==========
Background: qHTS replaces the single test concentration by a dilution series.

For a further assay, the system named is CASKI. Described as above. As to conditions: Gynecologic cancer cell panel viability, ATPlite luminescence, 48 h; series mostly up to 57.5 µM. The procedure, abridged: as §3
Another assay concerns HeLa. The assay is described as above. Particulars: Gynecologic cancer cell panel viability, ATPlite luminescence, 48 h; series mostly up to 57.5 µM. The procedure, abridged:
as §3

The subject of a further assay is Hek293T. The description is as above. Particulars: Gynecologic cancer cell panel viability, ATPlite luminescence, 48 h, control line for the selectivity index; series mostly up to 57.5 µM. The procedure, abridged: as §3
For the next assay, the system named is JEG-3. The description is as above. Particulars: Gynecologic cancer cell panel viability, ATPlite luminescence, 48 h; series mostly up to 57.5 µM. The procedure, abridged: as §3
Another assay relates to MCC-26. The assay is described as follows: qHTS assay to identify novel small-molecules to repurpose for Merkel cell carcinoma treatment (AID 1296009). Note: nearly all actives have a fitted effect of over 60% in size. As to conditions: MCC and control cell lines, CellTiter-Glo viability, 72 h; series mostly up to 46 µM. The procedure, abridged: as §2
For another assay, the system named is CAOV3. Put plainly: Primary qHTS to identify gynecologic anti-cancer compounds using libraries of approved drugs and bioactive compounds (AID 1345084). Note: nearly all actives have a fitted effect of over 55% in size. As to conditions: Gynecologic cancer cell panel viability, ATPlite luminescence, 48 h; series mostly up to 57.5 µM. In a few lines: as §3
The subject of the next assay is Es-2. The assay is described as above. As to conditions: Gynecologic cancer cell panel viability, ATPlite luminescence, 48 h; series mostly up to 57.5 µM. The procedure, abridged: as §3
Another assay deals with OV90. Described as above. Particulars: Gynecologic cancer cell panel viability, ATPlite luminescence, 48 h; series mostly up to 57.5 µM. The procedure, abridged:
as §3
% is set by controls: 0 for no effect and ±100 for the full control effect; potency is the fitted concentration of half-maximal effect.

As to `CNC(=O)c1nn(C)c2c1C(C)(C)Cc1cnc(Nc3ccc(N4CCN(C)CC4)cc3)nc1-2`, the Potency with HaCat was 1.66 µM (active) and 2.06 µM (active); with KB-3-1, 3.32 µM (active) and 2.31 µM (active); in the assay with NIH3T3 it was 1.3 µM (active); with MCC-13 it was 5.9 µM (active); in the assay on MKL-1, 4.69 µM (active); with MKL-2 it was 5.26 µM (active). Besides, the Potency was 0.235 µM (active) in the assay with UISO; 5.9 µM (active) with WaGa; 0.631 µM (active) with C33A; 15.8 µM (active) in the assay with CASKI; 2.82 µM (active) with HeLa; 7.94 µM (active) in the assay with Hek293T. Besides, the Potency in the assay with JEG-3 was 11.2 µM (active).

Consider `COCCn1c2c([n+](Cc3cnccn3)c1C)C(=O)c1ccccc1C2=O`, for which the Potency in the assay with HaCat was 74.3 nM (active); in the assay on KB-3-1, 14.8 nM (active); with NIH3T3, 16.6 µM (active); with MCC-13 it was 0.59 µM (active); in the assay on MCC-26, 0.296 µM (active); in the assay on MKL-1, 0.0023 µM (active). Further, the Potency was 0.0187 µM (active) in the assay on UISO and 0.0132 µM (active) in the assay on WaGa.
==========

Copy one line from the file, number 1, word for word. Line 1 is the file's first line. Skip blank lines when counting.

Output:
Background: qHTS replaces the single test concentration by a dilution series.